Your writing is you. Your voice is you translated into your writing. Now all that’s left is to decide what reflects you. What do you concern yourself with when you write? These are the basis of everything in your writing. Character, point of view, setting, dialogue, description, and style (word usage, sentence length, cadence, etc.): these are the ingredients to your writing and to your voice. They are also the ingredients to the craft, the art that we dedicate ourselves to for some reason. The characters you write about, the places that shape your characters and say something about your stories, the ways in which people speak or don’t speak, the details you decide to turn your spotlight on, the images that strike you and seem to be yours you understanding them so well, the way in which you decide to construct your sentences and the words you choose to use–these are all the things that go into creating the marble block. Every piece has a meaning. It’s for you to decide what the meaning is. And here is where I leave you. From here on out, my advice, in fact, anyone else’s advice as you write that first draft and build up your marble block will cease to help. This is where writing is undeniably an art. No one can do it for you and you will never be able to do it unless you put yourself and only yourself into it. This is where all the agency in the world is in your hands. Nowhere else will you have as much control and responsibility as you do right here. I hope this inspires you, because god damn it, it inspires me. The idea that I’m the only one responsible for what becomes of this block of marble in front of me? People would most definitely kill to feel like they have this much control over something in their lives. We are the gifted ones who choose to do this as a profession, maybe if we can’t do it full time, even as a hobby. Some days it may feel like a curse, some days we have to open a vein and bleed to write. Some days it comes so easily we look back and think: who the hell wrote that? It’s a mysterious process we’re involved in and all the while we’re building up to the point where we have to trim the excess of the draft, the marble block we’ve created. This last part is where we surely shape the block into the David, into our voice. This part is called revision. And it’s all about coolness under pressure, of level-headedness–not the white-hot burn of inspiration.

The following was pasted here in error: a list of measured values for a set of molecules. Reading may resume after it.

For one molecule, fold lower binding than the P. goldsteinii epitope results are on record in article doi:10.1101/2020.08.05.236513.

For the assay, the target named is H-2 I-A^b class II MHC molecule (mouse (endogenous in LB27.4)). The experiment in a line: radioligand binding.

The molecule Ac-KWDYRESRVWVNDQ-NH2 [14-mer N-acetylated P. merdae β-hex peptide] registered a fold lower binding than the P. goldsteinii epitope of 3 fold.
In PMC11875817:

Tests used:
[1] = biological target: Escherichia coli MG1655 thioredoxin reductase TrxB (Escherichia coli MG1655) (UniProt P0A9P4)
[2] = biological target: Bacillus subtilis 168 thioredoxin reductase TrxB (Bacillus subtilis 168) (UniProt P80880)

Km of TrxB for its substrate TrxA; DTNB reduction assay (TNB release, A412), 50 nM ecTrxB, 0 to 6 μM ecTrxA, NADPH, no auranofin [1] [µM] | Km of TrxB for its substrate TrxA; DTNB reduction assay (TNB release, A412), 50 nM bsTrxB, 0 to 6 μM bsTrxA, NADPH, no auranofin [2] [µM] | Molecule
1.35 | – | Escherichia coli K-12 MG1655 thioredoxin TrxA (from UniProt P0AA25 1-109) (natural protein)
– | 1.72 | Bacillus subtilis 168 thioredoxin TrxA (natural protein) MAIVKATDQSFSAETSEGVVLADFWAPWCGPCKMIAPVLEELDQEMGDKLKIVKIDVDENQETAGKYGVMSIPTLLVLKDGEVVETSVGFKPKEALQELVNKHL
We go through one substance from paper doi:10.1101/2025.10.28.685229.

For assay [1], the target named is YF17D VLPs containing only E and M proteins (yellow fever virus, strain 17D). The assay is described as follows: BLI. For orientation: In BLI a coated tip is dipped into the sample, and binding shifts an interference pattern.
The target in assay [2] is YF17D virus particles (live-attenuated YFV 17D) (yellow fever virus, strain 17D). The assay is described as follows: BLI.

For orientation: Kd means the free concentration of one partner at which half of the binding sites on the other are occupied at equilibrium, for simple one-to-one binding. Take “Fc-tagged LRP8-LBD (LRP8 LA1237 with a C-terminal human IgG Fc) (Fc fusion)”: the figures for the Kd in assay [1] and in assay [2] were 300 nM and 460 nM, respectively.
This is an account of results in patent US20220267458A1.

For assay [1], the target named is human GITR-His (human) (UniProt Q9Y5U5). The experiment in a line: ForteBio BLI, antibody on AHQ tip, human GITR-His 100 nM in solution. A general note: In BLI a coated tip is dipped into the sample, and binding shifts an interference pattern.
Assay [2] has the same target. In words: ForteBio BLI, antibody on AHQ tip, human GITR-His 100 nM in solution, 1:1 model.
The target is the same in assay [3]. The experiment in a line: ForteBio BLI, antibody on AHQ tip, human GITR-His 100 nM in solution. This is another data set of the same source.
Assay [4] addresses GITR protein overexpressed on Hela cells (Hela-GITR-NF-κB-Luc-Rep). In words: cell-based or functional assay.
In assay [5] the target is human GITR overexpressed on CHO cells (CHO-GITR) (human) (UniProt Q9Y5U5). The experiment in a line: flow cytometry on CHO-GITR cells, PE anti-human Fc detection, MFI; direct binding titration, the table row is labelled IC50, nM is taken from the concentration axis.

So here we are. The last step of the process, which is kind of a never-ending one if you think about it. Whereas the writer in the heat of writing the first draft simply stops when he reaches the end, the process of revising is the last painful part for most writers. Having to go back and point out all the pockmarks and acne scars in this one, big enormous darling of his, the writer most likely (as I do) balks at the task, naively hoping that maybe there won’t be anything wrong with the work, that it will be an unstoppable Kerouac-ian bull of a book. You will be wrong. And I’m not so sure that Kerouac wasn’t just a bit of a liar, claiming that he didn’t edit anything of On the Road–it’s a nice thought, but probably a lie. And so the writer goes back and highlights, underlines, draws arrows, puts question marks on his beautiful darling. Then, as if this wasn’t enough, after applying the requisite flourishes and corrections, he then asks his friends, his most trusted advisors and respected colleagues to get in on the action, marking their own doubts in the form of question marks and underlines and what not. Though this seems indecent, this will actually be the most helpful part of the entire process, so pay attention. The time will soon come when your writer buddies will gather together and talk about your work. Take notes. They say what was good, what they thought was working, what  connections they saw between character, setting, description, dialogue, theme, etc. Then they will say what problems they had with it. Take notes. They will ask if you intended certain things, they will suggest improvements to draw the theme tighter or to flesh out characters, or any other number of things. Takes notes. Get a damn tape recorder. Anything to remember all these things flying around the air that could be useful. Just remember this: no matter who these people are–friends, colleagues, lovers, brothers or sisters, brothers or sisters in law, your word is law when it comes to your own work. You can take all their advice or none. The most important thing is that you learn what problems readers other than yourself are finding and that you find ways to fix those problems. Simple. I hope.